Labour reforms: Are rigid laws alone to be blamed for all the ills?

Labour reforms: Are rigid laws alone to be blamed for all the ills?

New studies have found that there is more to growing contractualisation in the formal sector and preponderance of small-sized manufacturing establishments in India than just rigid and size-based labour laws.

It remains to be seen how the government addresses such concerns while finalising the new labour codes. It remains to be seen how the government addresses such concerns while finalising the new labour codes.

India's rigid, complicated and size-based labour laws (different laws kick in depending on the size of the workforce in a unit) are often blamed not only for widespread use of contract labour characterised by lower-wage, little or no job security, fewer benefits and social security but also for preventing small manufacturing units to grow in size and achieve economy of scale popularly understood as the 'missing middle'. New studies show such assessments may not be entirely true.

Contract system and labour laws

In her 2019 study, explaining the Contractualisation of India's Workforce, Prof Radhicka Kapoor of the Indian Council for Research on International Economic Relations (ICRIER), counters the attribution of widespread use of contract labour in organised (formal) manufacturing to the rigidity of labour laws alone. She studied plant-level data from the Annual Survey of Industries (ASI) from 2000-01 to 2013-14 to arrive at her conclusions.

While asserting that labour regulations have not become more rigid in the period when contract worker intensity has surged, she presents three counter-arguments. One, even states like Gujarat, Rajasthan, Haryana and Maharashtra which amended their labour laws to make them more employer-friendly in recent years have witnessed a sharp increase in the number of contract workers. Second, contrary to what should have been expected, there is a larger usage of contract workers in capital intensive, rather than labour-intensive industries which should be hit harder because of the rigid laws.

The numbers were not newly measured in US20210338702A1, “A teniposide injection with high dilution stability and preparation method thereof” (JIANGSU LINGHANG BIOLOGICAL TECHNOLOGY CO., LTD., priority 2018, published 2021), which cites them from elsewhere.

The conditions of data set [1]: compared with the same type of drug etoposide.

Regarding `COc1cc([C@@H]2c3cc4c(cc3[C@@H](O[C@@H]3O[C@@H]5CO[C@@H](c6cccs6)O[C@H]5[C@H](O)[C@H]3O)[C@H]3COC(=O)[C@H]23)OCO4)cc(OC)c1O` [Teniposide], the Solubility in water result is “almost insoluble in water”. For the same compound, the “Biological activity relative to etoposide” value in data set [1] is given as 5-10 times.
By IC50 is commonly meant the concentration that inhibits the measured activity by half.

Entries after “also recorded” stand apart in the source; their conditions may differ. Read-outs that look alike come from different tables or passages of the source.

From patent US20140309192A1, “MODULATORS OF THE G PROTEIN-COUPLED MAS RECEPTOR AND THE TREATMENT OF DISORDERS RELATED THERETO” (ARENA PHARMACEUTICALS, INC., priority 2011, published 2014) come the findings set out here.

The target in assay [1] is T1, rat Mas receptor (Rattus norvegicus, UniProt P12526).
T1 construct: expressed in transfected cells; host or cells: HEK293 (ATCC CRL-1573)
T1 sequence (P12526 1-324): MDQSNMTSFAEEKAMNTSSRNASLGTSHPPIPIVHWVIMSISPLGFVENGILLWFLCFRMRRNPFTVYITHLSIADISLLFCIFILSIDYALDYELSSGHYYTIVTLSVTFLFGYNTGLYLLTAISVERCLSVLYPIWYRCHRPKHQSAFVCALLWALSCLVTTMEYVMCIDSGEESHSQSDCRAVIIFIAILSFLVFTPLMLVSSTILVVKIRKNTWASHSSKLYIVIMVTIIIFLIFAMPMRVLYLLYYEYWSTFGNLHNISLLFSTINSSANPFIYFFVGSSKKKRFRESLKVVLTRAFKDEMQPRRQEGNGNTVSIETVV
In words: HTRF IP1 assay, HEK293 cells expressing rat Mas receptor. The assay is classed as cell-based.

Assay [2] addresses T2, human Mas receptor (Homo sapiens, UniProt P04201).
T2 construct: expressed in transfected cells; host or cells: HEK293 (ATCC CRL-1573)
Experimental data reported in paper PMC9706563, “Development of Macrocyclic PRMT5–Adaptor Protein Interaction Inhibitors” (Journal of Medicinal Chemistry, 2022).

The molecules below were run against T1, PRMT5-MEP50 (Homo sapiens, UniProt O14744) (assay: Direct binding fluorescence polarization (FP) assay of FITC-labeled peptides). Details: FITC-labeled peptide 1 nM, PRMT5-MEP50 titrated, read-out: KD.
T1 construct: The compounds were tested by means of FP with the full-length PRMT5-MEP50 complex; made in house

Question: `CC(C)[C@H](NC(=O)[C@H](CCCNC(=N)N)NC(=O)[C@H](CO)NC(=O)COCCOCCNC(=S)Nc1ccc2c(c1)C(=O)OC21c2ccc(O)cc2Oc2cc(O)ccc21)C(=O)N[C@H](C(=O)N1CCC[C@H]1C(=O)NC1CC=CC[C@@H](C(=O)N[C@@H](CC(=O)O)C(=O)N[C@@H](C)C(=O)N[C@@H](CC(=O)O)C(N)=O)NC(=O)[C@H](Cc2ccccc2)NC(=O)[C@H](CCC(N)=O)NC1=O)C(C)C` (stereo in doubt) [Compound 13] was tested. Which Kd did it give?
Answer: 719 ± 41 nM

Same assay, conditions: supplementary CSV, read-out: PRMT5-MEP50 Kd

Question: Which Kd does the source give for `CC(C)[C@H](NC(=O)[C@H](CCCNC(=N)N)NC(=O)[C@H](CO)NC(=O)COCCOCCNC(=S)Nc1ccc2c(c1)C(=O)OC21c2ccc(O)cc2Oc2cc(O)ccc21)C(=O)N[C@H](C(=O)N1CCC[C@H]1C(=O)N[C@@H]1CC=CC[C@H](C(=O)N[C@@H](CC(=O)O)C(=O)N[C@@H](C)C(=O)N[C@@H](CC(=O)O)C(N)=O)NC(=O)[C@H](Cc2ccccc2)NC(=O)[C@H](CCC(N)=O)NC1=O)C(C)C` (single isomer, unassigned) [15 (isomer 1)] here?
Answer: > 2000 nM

Third, real wages of directly hired workers are about one-half-times more than contract workers (hired through contractors) over the past decade which encourages hiring on contract. She argues that management has used contract workers to suppress the bargaining power of directly hired workers and keep wages low.

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Of the 'missing middle' in organised manufacturing

Rigid and size-based labour laws have also been blamed for the 'missing middle' - absence of mid-size industries in the organised manufacturing sector. A 2018 study of the Azim Premjit University, Of Missing Middle and Size-based Regulation by Prof R Nagaraj debunks this and says it is more likely to reflect the widespread and growing evasion of official registration and under-reporting or misrepresentation in the administrative data.

Prof Nagaraj says it is a case of measurement error. Those employing 10 or more workers using power are to be registered (which is said to be costly) under the Factories Act of 1948. Comparing economic census and ASI data, he shows that in 1981, 52% of factories employing 10 or more workers were not registered. This went up to 57% in 1991 and 66% by 2013-14. But such units constitute only about 1% in total manufacturing and he blames it on dis-functionality of many labour regulations and corruption in their implementation.